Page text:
NASA set to replace Hubble with James Webb telescope in 3 years
| Monday, November 30, 2015 - 12:52
Washington: The US space agency has successfully installed the first of 18 flight mirrors onto the James Webb Space Telescope, beginning a critical piece of the observatory’s construction to replace the Hubble Space Telescope by 2018.
After being pieced together, the 18 primary mirror segments will work together as one large 21.3-foot mirror.
The full installation is expected to be complete early next year.
"The James Webb Space Telescope will be the premier astronomical observatory of the next decade,” said John Grunsfeld, astronaut and associate administrator of the Science Mission Directorate at NASA headquarters in Washington, DC, in a statement.
This first-mirror installation milestone symbolises all the new and specialised technology that was developed to enable the observatory to study the first stars and galaxies, provide answers to the evolution of our own solar system and make the next big steps in the search for life beyond Earth on exoplanets.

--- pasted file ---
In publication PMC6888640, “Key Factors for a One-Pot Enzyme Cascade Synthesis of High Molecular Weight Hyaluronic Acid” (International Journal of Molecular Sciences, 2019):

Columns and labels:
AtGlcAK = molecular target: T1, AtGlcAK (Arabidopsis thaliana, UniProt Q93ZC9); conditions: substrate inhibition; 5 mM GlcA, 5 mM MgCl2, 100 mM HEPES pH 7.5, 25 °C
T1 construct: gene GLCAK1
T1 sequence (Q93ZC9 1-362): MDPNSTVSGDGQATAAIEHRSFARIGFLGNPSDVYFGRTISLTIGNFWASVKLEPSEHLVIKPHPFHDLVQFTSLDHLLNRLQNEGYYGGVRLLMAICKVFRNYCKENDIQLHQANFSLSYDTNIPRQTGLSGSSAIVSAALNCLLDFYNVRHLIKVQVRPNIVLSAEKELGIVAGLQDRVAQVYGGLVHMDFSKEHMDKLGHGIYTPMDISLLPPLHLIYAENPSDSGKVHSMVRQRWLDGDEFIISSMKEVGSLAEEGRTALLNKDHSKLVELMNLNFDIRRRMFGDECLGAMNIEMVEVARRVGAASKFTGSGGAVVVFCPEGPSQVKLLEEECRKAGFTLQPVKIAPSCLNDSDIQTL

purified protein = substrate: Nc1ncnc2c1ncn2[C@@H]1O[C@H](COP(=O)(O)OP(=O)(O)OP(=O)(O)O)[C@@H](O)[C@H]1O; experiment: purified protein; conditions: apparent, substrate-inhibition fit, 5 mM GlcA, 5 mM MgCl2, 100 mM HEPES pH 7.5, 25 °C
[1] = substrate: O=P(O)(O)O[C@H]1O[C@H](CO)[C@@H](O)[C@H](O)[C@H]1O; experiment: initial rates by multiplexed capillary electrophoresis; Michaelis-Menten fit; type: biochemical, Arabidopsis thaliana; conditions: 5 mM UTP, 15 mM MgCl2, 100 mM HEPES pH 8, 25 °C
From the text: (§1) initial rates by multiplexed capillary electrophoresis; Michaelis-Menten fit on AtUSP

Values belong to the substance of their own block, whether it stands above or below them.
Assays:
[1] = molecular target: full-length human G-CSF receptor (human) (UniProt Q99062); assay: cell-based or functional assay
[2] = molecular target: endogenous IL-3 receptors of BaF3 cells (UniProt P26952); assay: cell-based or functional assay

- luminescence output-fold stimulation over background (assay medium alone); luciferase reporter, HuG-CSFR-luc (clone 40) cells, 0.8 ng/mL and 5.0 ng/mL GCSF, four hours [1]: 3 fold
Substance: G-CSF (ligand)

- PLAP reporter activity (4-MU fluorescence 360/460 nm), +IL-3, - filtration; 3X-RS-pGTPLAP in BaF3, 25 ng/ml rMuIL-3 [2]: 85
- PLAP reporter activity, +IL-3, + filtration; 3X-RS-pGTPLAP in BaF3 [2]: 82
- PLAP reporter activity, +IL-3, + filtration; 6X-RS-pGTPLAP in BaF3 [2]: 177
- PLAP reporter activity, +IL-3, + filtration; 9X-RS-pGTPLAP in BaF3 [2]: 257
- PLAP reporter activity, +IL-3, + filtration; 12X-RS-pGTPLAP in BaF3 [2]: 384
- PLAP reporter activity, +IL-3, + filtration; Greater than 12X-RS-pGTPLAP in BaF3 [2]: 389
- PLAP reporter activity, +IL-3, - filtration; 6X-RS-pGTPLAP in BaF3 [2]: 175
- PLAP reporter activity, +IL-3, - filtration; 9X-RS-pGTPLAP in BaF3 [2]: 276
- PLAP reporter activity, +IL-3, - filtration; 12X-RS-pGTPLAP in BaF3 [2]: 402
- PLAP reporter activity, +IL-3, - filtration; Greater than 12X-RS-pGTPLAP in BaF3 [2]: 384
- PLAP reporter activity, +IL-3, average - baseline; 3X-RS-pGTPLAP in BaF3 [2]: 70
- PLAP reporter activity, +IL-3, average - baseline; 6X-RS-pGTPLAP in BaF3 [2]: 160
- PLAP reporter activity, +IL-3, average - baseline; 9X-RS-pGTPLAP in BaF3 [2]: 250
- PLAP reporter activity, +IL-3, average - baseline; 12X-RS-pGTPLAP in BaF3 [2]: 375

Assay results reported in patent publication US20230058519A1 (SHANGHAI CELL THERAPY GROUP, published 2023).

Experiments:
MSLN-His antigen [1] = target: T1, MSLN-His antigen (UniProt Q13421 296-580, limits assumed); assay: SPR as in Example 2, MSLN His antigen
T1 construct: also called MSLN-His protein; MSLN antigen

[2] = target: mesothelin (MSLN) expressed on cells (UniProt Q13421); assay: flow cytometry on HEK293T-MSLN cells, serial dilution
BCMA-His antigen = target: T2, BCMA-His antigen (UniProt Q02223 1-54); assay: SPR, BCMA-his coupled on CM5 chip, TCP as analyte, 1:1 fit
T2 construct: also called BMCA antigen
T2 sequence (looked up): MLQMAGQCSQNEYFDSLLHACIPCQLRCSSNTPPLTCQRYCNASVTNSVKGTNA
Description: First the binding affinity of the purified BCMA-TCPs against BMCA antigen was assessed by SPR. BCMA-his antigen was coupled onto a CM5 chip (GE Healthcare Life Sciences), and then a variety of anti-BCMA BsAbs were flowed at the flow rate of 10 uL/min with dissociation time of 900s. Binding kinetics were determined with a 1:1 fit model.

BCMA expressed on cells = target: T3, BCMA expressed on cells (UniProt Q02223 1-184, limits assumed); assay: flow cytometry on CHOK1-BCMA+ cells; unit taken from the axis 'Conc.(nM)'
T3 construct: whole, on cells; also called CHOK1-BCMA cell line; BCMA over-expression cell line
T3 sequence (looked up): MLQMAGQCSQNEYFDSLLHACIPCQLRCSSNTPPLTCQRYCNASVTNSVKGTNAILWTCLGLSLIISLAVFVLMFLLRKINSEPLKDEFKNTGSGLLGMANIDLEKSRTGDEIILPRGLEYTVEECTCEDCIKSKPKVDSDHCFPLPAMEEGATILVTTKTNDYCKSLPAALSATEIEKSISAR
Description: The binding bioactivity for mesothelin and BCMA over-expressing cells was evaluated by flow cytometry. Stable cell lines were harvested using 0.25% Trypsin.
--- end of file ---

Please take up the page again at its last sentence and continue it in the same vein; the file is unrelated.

Several innovative technologies have been developed for the Webb Telescope which is targeted for launch in 2018.
Webb will study every phase in the history of our universe, including the cosmos’ first luminous glows, the formation of solar systems capable of supporting life on planets like Earth, and the evolution of our own solar system.
The 18 separate segments unfold and adjust to shape after launch.
The mirrors are made of ultra-lightweight beryllium chosen for its thermal and mechanical properties at cryogenic temperatures.
Each segment also has a thin gold coating chosen for its ability to reflect infrared light.
The telescope’s biggest feature is a tennis court sized five-layer sunshield that attenuates heat from the sun more than a million times.
The mirrors must remain precisely aligned in space in order for Webb to successfully carry out science investigations.
While operating at extraordinarily cold temperatures, the backplane must not move more than 38 nanometers, approximately one thousandth the diameter of a human hair.